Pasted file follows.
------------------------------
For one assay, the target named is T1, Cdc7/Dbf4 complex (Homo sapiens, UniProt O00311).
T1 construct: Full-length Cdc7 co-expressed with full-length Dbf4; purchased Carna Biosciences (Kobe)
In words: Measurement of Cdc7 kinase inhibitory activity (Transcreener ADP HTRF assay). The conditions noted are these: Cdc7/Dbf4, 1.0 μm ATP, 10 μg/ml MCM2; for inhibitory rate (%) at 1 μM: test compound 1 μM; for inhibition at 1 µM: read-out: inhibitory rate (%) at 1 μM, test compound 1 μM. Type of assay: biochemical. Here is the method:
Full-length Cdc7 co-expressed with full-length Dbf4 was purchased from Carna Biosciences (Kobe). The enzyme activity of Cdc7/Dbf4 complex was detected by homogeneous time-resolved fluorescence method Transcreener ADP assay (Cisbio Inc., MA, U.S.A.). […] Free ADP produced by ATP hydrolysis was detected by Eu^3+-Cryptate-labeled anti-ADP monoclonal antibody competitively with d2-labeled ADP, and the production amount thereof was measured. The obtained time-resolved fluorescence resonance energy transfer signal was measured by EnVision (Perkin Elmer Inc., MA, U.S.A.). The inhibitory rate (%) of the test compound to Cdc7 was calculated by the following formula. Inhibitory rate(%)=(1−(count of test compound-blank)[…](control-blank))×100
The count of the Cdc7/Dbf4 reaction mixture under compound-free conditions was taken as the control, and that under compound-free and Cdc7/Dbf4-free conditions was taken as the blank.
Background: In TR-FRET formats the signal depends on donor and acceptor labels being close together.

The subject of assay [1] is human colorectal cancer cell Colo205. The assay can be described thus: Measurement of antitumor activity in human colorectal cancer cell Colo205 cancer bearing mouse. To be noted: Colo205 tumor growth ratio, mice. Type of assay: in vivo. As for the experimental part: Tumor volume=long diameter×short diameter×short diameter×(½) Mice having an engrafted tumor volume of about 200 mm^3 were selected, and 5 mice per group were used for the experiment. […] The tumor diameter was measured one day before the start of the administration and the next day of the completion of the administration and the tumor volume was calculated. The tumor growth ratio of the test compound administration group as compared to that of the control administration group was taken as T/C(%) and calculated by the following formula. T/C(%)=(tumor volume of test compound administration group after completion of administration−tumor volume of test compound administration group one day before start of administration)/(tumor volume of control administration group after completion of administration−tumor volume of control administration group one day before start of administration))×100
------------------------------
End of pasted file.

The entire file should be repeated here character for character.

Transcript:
For one assay, the target named is T1, Cdc7/Dbf4 complex (Homo sapiens, UniProt O00311).
T1 construct: Full-length Cdc7 co-expressed with full-length Dbf4; purchased Carna Biosciences (Kobe)
In words: Measurement of Cdc7 kinase inhibitory activity (Transcreener ADP HTRF assay). The conditions noted are these: Cdc7/Dbf4, 1.0 μm ATP, 10 μg/ml MCM2; for inhibitory rate (%) at 1 μM: test compound 1 μM; for inhibition at 1 µM: read-out: inhibitory rate (%) at 1 μM, test compound 1 μM. Type of assay: biochemical. Here is the method:
Full-length Cdc7 co-expressed with full-length Dbf4 was purchased from Carna Biosciences (Kobe). The enzyme activity of Cdc7/Dbf4 complex was detected by homogeneous time-resolved fluorescence method Transcreener ADP assay (Cisbio Inc., MA, U.S.A.). […] Free ADP produced by ATP hydrolysis was detected by Eu^3+-Cryptate-labeled anti-ADP monoclonal antibody competitively with d2-labeled ADP, and the production amount thereof was measured. The obtained time-resolved fluorescence resonance energy transfer signal was measured by EnVision (Perkin Elmer Inc., MA, U.S.A.). The inhibitory rate (%) of the test compound to Cdc7 was calculated by the following formula. Inhibitory rate(%)=(1−(count of test compound-blank)[…](control-blank))×100
The count of the Cdc7/Dbf4 reaction mixture under compound-free conditions was taken as the control, and that under compound-free and Cdc7/Dbf4-free conditions was taken as the blank.
Background: In TR-FRET formats the signal depends on donor and acceptor labels being close together.

The subject of assay [1] is human colorectal cancer cell Colo205. The assay can be described thus: Measurement of antitumor activity in human colorectal cancer cell Colo205 cancer bearing mouse. To be noted: Colo205 tumor growth ratio, mice. Type of assay: in vivo. As for the experimental part: Tumor volume=long diameter×short diameter×short diameter×(½) Mice having an engrafted tumor volume of about 200 mm^3 were selected, and 5 mice per group were used for the experiment. […] The tumor diameter was measured one day before the start of the administration and the next day of the completion of the administration and the tumor volume was calculated. The tumor growth ratio of the test compound administration group as compared to that of the control administration group was taken as T/C(%) and calculated by the following formula. T/C(%)=(tumor volume of test compound administration group after completion of administration−tumor volume of test compound administration group one day before start of administration)/(tumor volume of control administration group after completion of administration−tumor volume of control administration group one day before start of administration))×100